Cuts in federal building costs under review
President Obama wants to trim $3 billion in federal building costs in the next two years, but early signs suggest mixed success at selling off extra office buildings, courthouses, embassies and storage sheds.
The orders could eventually result in thousands of renegotiated or canceled leases and the divestment of other notable government-owned properties.
The federal government owns about 1.2 million facilities with an annual operating and maintenance budget of $19 billion, according to the Office of Management and Budget. An inventory completed during George W. Bush's administration identified about 14,000 vacant buildings and another 55,000 underused locations.
Administration officials initially unveiled the cuts as an $8 billion package, but only $3 billion of the cuts are new, mostly from the departments of Energy, Homeland Security and Transportation, officials said. The other $5 billion is part of the Defense Department Base Closure and Realignment Commission process.
Agencies submitted proposed cuts last month and OMB said this week they are more than halfway to the goal. Here are some early examples:
-- The Navy is selling Naval Air Station Treasure Island -- used for civilian purposes since 1993 -- to the city of San Francisco for $55 million. The government may receive another $50 million if private investors redeveloping the island achieve a certain level of return, OMB said. Official transfer of the island and payments won't occur until environmental reviews are completed, a process that can take several years.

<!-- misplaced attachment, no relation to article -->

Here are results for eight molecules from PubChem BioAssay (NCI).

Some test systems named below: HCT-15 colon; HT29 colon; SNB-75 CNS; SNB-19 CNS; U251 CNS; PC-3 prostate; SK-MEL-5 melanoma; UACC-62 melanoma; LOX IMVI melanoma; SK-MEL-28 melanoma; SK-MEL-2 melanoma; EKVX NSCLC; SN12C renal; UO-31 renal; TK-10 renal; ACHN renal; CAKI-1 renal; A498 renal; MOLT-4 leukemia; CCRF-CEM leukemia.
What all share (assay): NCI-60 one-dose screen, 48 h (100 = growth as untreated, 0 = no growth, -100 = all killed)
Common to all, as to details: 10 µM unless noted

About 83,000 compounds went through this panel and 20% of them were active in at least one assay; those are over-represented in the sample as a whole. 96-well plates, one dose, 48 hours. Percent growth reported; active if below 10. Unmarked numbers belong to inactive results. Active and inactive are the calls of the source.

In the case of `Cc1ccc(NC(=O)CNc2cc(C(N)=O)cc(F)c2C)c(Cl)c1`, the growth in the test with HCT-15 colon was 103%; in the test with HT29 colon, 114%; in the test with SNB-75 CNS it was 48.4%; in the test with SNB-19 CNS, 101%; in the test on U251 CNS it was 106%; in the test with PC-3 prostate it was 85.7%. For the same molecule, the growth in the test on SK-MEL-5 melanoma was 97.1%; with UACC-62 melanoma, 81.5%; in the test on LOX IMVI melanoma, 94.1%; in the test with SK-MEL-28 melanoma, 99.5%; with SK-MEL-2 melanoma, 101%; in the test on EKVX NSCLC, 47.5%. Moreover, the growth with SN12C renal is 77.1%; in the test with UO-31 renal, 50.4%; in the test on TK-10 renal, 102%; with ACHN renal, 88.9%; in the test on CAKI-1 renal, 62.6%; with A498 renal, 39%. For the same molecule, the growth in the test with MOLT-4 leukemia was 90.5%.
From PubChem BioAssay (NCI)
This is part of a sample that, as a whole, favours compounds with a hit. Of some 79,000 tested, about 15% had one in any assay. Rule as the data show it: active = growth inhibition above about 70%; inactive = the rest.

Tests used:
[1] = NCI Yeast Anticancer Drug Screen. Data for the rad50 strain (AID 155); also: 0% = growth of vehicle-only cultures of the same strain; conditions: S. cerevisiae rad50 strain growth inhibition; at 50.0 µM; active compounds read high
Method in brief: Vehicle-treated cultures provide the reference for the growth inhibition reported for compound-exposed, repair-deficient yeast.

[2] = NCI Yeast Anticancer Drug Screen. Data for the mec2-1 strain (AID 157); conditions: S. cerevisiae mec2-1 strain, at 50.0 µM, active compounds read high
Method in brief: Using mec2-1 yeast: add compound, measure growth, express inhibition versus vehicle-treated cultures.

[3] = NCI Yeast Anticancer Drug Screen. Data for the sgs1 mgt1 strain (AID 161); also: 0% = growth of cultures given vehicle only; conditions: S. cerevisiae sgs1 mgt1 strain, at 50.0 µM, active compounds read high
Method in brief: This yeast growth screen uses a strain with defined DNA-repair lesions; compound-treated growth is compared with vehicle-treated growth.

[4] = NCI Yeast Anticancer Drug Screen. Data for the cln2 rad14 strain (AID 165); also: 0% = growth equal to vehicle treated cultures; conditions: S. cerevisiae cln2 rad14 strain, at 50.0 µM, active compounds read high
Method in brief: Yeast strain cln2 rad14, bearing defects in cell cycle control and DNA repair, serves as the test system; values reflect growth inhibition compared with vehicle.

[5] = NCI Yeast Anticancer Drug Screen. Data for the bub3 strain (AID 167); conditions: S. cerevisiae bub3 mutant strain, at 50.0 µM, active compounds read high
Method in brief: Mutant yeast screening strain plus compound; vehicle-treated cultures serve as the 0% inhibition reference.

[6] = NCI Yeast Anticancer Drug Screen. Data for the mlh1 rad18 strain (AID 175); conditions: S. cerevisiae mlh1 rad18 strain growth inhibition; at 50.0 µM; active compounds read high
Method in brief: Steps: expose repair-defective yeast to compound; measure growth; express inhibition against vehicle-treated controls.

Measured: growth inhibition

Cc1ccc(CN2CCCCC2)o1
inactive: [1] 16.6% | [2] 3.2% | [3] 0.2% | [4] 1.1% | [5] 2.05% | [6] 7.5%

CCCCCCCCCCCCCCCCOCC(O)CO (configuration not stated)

-- Private developers in August purchased a General Services Administration building in Bethesda for $12.3 million. The building once housed offices of the National Institutes of Health and sold for almost $2 million less than the original asking price.
-- A federal office building in Springfield, Mass. sold for $2,4 million. The city moved its school headquarters into the building and Baystate Health will move in later this year.
-- The government has also sold a federal building in Omaha for $1.2 million and a building and courthouse in Rockford, Ill. for $1.2 million.
Agencies are also planning to consolidate about 2,000 government data centers that account for much of the government's building costs and environmental footprint. Early government estimates suggested agencies operated a combined 1,100 data centers, but an inventory published last month discovered another 900 locations. OMB said it will unveil plans to consolidate the data centers next month.
Capital Business staff writer Jonathan O'Connell contributed to this report.
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| October 27, 2010; 7:20 AM ET
Categories: Budget, Eye Opener
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